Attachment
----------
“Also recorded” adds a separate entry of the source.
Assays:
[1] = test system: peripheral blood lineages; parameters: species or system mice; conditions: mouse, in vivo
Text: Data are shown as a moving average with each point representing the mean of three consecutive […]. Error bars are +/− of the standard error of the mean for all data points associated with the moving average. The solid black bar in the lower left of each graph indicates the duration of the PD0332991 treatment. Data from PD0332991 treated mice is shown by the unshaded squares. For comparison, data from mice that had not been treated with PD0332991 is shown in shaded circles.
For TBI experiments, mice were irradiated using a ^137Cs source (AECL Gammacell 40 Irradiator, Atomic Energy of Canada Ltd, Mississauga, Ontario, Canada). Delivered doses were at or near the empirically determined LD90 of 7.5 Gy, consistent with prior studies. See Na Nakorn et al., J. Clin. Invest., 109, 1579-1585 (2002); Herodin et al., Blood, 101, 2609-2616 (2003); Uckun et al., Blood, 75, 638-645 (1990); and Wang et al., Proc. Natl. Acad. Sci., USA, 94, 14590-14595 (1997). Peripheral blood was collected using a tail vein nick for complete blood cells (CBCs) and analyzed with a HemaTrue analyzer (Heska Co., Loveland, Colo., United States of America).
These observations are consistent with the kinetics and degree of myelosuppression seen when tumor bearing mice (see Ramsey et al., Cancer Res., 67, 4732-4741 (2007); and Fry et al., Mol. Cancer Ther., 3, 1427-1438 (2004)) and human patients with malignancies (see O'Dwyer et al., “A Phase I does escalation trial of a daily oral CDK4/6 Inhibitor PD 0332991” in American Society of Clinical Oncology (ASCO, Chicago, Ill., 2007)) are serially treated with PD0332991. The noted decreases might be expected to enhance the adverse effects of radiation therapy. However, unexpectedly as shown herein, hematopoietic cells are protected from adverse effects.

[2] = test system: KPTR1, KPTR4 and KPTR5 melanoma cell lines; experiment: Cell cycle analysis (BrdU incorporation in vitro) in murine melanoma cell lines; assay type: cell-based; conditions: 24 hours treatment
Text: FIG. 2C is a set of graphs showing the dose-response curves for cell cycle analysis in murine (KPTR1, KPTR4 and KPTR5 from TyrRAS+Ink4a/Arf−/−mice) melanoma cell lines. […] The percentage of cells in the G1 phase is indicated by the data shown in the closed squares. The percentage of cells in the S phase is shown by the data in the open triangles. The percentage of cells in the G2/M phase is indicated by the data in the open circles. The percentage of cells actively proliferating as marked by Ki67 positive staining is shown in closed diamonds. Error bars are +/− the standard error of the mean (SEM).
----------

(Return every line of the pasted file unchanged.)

“Also recorded” adds a separate entry of the source.
Assays:
[1] = test system: peripheral blood lineages; parameters: species or system mice; conditions: mouse, in vivo
Text: Data are shown as a moving average with each point representing the mean of three consecutive […]. Error bars are +/− of the standard error of the mean for all data points associated with the moving average. The solid black bar in the lower left of each graph indicates the duration of the PD0332991 treatment. Data from PD0332991 treated mice is shown by the unshaded squares. For comparison, data from mice that had not been treated with PD0332991 is shown in shaded circles.
For TBI experiments, mice were irradiated using a ^137Cs source (AECL Gammacell 40 Irradiator, Atomic Energy of Canada Ltd, Mississauga, Ontario, Canada). Delivered doses were at or near the empirically determined LD90 of 7.5 Gy, consistent with prior studies. See Na Nakorn et al., J. Clin. Invest., 109, 1579-1585 (2002); Herodin et al., Blood, 101, 2609-2616 (2003); Uckun et al., Blood, 75, 638-645 (1990); and Wang et al., Proc. Natl. Acad. Sci., USA, 94, 14590-14595 (1997). Peripheral blood was collected using a tail vein nick for complete blood cells (CBCs) and analyzed with a HemaTrue analyzer (Heska Co., Loveland, Colo., United States of America).
These observations are consistent with the kinetics and degree of myelosuppression seen when tumor bearing mice (see Ramsey et al., Cancer Res., 67, 4732-4741 (2007); and Fry et al., Mol. Cancer Ther., 3, 1427-1438 (2004)) and human patients with malignancies (see O'Dwyer et al., “A Phase I does escalation trial of a daily oral CDK4/6 Inhibitor PD 0332991” in American Society of Clinical Oncology (ASCO, Chicago, Ill., 2007)) are serially treated with PD0332991. The noted decreases might be expected to enhance the adverse effects of radiation therapy. However, unexpectedly as shown herein, hematopoietic cells are protected from adverse effects.

[2] = test system: KPTR1, KPTR4 and KPTR5 melanoma cell lines; experiment: Cell cycle analysis (BrdU incorporation in vitro) in murine melanoma cell lines; assay type: cell-based; conditions: 24 hours treatment
Text: FIG. 2C is a set of graphs showing the dose-response curves for cell cycle analysis in murine (KPTR1, KPTR4 and KPTR5 from TyrRAS+Ink4a/Arf−/−mice) melanoma cell lines. […] The percentage of cells in the G1 phase is indicated by the data shown in the closed squares. The percentage of cells in the S phase is shown by the data in the open triangles. The percentage of cells in the G2/M phase is indicated by the data in the open circles. The percentage of cells actively proliferating as marked by Ki67 positive staining is shown in closed diamonds. Error bars are +/− the standard error of the mean (SEM).